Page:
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After a lot of requests over a lot of years, we've released some Aztecs!
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Author Topic: Mortars in BKC3  (Read 1194 times)
Shedman
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« on: 24 January 2018, 11:40:21 PM »

In BKC2 Mortars only hit on a 6 against AFVs regardless of whether it was sdirect or indirect fire

In BKC3 Mortars using direct fire hit AFVs using the standing 4+ / 5+ / 6 for open,light or heavy cover. If using indirect they hit on 6

Is that right?
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Steve J
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« Reply #1 on: 25 January 2018, 06:55:56 AM »

From what I can see from a quick look in the book, that's right.
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T13A
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« Reply #2 on: 25 January 2018, 09:04:16 AM »

Hi

Can't remember if this has been raised before, but I've always been uncomfortable that in BKC medium mortars, (i.e. 3"/81mm) are in effect direct fire weapons, when they are not. When firing medium mortars with BKC the target might as well be in a Napoleonic column for all the difference it would make, rather than the correct tactic which is to at least spread out to lesson the chance of a hit, even if not in a position to take cover. When under medium mortar fire in BKC there is absolutely no reason to spread your units out. And that goes for AFV targets as much as for infantry.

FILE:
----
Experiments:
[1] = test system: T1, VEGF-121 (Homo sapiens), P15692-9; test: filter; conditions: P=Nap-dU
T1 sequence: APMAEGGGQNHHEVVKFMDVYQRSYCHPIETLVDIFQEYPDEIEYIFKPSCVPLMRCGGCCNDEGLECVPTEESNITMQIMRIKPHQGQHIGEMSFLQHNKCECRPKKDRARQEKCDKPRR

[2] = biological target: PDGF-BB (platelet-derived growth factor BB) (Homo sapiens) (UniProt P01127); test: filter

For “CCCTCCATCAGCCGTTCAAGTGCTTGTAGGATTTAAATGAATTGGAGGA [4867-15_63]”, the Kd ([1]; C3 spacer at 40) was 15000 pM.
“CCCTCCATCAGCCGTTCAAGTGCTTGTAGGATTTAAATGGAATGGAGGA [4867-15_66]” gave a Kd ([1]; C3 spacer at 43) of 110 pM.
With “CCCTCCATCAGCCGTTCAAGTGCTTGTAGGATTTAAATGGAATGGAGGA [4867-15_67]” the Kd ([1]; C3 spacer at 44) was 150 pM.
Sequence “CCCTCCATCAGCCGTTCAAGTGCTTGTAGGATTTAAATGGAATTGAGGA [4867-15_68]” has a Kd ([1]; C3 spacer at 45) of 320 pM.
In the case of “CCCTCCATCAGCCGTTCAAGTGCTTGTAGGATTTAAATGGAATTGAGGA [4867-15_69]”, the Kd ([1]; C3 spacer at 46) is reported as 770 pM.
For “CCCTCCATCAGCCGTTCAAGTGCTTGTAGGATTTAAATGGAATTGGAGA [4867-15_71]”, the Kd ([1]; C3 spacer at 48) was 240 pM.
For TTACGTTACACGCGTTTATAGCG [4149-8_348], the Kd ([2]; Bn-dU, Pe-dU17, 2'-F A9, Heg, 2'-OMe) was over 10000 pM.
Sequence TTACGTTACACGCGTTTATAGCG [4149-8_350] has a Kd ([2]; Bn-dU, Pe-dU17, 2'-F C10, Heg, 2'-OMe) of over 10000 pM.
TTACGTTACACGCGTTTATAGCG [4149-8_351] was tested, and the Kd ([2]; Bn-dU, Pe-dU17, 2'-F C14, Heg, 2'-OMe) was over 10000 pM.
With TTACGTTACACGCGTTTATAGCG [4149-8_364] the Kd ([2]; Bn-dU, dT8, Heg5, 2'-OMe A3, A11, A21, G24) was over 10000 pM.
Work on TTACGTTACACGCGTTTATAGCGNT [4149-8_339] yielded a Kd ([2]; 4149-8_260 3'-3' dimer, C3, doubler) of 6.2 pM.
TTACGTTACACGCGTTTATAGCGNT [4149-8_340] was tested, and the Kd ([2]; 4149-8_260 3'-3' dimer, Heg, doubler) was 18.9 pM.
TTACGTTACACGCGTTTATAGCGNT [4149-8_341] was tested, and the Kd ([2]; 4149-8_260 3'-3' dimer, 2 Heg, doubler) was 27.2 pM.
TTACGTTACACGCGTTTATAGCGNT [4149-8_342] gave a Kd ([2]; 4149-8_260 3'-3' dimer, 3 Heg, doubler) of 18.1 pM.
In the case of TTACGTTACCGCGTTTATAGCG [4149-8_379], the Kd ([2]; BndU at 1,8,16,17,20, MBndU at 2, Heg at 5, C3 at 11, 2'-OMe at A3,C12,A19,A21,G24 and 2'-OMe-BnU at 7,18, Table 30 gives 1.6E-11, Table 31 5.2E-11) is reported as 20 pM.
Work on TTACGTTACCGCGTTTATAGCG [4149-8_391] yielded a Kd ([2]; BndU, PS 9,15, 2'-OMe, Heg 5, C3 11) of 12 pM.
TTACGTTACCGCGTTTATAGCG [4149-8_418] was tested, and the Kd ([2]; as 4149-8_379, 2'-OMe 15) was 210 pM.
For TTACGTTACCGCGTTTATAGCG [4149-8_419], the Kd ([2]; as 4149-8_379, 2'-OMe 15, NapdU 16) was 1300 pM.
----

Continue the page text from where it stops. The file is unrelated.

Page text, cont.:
Just my rant for the day, sorry  Embarrassed

Cheers Paul
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fsn
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« Reply #3 on: 25 January 2018, 12:50:13 PM »

Haven't read the rules, so can't comment, but I have always liked the idea (which is probably old hat by now) of using 2 dice to decide where an indiirect fire bomb lands.

You nominate that you want the bomb to land at point x. Throw two dice of different colours. One controls the left/right, one controls the over/under. On the left/right a score is 2y to the left of the target, a score of 2 is 1y to the left of the target, 3 or 4 is on target, 5 is y to the right of the target and 6 is 2y to the right of the target. Similar score for the over/under die.

Y is determined by the weapon and may be larger or smaller to suit. A 4.4" howitzer may have y=3", a 2" mortar has y=1", bomb from a Typhoon has y=3", bomb from a B17 has y=27".

This means the bomb lands somewhere. If you're not careful, it could be on top of your chaps. For added refinement, use different values of y for left/right and over/under as line of sight is better jundged than range.

Simple and I have found, quite effective.

Also stops bunching. 
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Dr Dave
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« Reply #4 on: 25 January 2018, 01:01:46 PM »

BKC3 is alas riddled with errors, anomalies and oversights. Hence the re-write and the looming re-issuing of the rules. Iíd stick to BKC2 until 3 comes out again.

As for direct vs indirect, the overall effectiveness of them in the rules (BKC2 that is) seems to work.
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Orcs
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« Reply #5 on: 25 January 2018, 01:21:43 PM »

In BKCLL a stand represents a squad or a platoon spread out as per normal infantry tactics and the mortar is bombing the whole area they occupy.  so are not directly firing at individuals but the whole squad/platoon.

You have to hit infantry 2 or 3 times to get a knock out, and in real life they were very effective